2 teaspoons extra virgin olive oil plus 1 teaspoon to oil the bowl

Place all of the dry ingredients in a large bowl, stir to combine, and make a well in the center.  Add the water and 2 teaspoons olive oil to the well and stir the wet and dry ingredients together with a fork until fully incorporated.

Knead for 5 minutes with oiled hands or until the dough is smooth and elastic, but slightly sticky.  I knead it right in the bowl.  Do not over-knead.  Lift out the dough and pour the remaining teaspoon of olive oil into the bottom of the bowl and spread to coat the interior with your fingers.

Return the dough to the bowl, rolling it around on both sides to coat with the oil.  Cover the bowl loosely with a damp kitchen towel and allow the dough to rise until doubled in bulk, about 2 hours.  While the dough rises, prepare the other ingredients.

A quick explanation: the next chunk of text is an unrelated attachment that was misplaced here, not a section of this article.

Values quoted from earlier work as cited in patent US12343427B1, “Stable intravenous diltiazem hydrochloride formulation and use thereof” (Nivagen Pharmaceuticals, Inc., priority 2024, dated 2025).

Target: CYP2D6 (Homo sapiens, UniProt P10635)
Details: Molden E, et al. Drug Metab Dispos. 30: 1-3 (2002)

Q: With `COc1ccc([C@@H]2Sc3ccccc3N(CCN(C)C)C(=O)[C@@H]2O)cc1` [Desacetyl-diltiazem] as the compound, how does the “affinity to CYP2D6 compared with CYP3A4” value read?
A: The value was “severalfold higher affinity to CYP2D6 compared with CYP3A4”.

Next prepare Rosemary-Garlic Olive Oil:

1/4 cup olive oil (makes sure it is super flavorful)

1 5-inch stalk of fresh rosemary

1 clove garlic, thinly sliced

Combine all ingredients in a small cup and set aside.

 

Prepare the Apple Cider Vinegar Reduction:

1/2 cup apple cider vinegar

2 tablespoon balsamic vinegar

2 tablespoon maple syrup

Pinch sea salt

Combine ingredients in a 1-quart saucepan and simmer over medium-high until reduced to 1/4 cup.  Reduce heat if necessary, so that mixture doesn’t scorch.  Pour into a small ramekin or cup and set aside.

Before preparing topping, preheat oven to 450 degrees.  Place two pizza stones (or two inverted baking sheets) into the oven and heat for 30 minutes.

Caramelized Onion and Apple Topping:

2 tablespoon olive oil

2 medium-large yellow onion, thinly sliced

4 small-medium apples, stemmed, cored, cut into 1/4-inch wedges; cut wedges crosswise into 3 to 4 pieces

Sea salt to taste

1/2 cup Blooming Platter Smokey Cheddar Vegan Cheese Spread